A Lego Game for Choosing a Summer Student
October 24, 2018
The University of Canterbury in Christchurch has a strong software engineering and computer science program. It’s the perfect place to find and hire a summer engineer to work at Trineo’s nearby headquarters. The lucky student will build and deliver some much-needed features and functionality while gaining experience in Salesforce.com.
The Lego exercise
To watch how the students work and interact in natural situations, we gave them a Lego exercise. Our objective: put them in a pressured situation that was fun and not too intense. We knew that they didn't have much real-world experience, so this was a way for us to test their soft skills. Here’s how it worked.
The six candidates drew numbers to form two teams. Then we set them up at our boardroom table with each team on one end. Mark Donaghy, Trineo Salesforce Practice Manager, played the role of product owner. Their task: to build a Lego vehicle that adhered to a specific set of requirements. For example, the vehicle:
- Must transport 10 Lego figures in seated positions
- Must be movable across the boardroom table from end to end
- Must have 20% red bricks
An abbreviated agile sprint
We ran the project in an agile way. The teams had:
- 1 minute to plan and discuss the project
- 2 minutes to conduct the sprint
- 2 minutes to demo their work
- 2 minutes to retro
After the first sprint, Mark, as product owners sometimes do, changed the requirements. He introduced the need for the vehicle to fly. Then we repeated this process for one additional sprint.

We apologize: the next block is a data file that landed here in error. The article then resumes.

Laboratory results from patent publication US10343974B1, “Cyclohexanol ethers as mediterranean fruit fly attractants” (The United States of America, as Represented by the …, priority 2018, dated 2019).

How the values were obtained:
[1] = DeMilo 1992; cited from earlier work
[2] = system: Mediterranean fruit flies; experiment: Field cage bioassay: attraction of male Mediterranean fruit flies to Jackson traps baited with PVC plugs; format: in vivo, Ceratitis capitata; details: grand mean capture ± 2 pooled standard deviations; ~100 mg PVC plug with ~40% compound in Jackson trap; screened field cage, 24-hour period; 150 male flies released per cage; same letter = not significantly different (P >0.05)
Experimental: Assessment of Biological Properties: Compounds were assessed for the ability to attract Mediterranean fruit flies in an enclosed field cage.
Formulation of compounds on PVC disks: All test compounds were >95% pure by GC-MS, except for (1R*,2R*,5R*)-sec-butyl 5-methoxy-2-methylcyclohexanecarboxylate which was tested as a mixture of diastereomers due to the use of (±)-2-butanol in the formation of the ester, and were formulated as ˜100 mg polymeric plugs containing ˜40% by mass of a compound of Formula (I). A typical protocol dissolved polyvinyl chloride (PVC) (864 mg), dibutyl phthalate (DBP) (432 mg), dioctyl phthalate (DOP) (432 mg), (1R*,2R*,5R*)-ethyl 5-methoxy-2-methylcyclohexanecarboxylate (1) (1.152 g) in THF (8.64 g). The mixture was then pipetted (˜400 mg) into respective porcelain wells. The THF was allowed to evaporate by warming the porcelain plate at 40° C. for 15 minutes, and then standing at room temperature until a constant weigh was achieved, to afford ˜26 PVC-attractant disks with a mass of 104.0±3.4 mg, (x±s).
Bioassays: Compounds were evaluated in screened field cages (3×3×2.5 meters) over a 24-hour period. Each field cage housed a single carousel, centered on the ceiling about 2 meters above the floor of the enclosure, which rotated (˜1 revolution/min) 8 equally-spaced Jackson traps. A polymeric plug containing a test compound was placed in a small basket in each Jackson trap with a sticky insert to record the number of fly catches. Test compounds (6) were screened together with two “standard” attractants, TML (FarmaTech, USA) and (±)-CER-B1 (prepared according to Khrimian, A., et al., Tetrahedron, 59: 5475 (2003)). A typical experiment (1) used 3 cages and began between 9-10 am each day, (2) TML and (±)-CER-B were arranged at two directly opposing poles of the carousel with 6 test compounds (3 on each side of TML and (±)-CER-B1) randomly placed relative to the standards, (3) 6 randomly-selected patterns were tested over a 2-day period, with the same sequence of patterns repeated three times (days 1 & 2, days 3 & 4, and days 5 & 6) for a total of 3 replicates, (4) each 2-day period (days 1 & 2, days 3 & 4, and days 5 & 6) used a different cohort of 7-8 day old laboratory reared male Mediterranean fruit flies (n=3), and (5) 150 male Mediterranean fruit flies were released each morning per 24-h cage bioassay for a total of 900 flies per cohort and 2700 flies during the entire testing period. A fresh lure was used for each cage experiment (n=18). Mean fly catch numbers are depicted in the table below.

Observing the candidates
As each team worked, I observed one team, and Trineo engineer Matt Wratt observed the other. We wanted to see how the team members interacted. For example, did they balance the workload? Who took which role?
We were curious to see if the candidates would question the requirements or ask for clarification. When Mark said the vehicle had to fly, would they ask, “Does it have to be thrown across the room? Can it hover? Does it need to have wings?” We left it up to them to work out.
Choosing the hire
Ultimately, this exercise wasn’t the deciding factor in who received the summer job. We were able to learn more about the candidates, and get a flavour of how they work in teams.
If you are looking to run this exercise for your own hiring process and you don’t have access to Legos, then you could run a paper plane challenge instead. I have seen this work just as well. If you don’t have access to a large table, you could also set up your teams on the floor. There is plenty of room for flexibility. Just remember to offer plenty of snacks.